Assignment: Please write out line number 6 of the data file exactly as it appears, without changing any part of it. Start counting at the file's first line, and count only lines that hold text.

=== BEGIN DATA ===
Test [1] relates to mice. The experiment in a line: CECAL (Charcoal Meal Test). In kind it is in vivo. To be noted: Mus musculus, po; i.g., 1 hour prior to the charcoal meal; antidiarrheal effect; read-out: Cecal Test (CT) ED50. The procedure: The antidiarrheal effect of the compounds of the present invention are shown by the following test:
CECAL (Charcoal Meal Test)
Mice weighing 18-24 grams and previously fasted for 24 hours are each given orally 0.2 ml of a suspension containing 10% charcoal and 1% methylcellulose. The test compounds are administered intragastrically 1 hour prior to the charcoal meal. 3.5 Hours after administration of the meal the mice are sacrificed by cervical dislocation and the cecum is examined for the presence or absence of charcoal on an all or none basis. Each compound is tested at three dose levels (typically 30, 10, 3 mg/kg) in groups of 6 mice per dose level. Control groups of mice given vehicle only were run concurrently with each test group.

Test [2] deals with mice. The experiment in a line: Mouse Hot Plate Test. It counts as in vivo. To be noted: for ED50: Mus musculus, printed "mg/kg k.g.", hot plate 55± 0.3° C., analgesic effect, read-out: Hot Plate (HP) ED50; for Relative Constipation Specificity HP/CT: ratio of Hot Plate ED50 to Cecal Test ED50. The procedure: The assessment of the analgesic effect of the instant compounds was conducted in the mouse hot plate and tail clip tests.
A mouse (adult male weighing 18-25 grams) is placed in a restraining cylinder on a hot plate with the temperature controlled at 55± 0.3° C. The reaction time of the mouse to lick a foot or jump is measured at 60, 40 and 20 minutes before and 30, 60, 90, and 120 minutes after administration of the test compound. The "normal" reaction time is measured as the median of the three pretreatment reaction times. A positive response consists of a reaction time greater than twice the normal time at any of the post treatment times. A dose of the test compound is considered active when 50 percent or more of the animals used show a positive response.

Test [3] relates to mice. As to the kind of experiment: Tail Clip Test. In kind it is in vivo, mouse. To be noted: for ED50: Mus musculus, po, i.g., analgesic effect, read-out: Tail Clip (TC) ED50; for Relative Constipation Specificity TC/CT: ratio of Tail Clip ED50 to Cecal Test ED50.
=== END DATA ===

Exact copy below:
Test [3] relates to mice. As to the kind of experiment: Tail Clip Test. In kind it is in vivo, mouse. To be noted: for ED50: Mus musculus, po, i.g., analgesic effect, read-out: Tail Clip (TC) ED50; for Relative Constipation Specificity TC/CT: ratio of Tail Clip ED50 to Cecal Test ED50.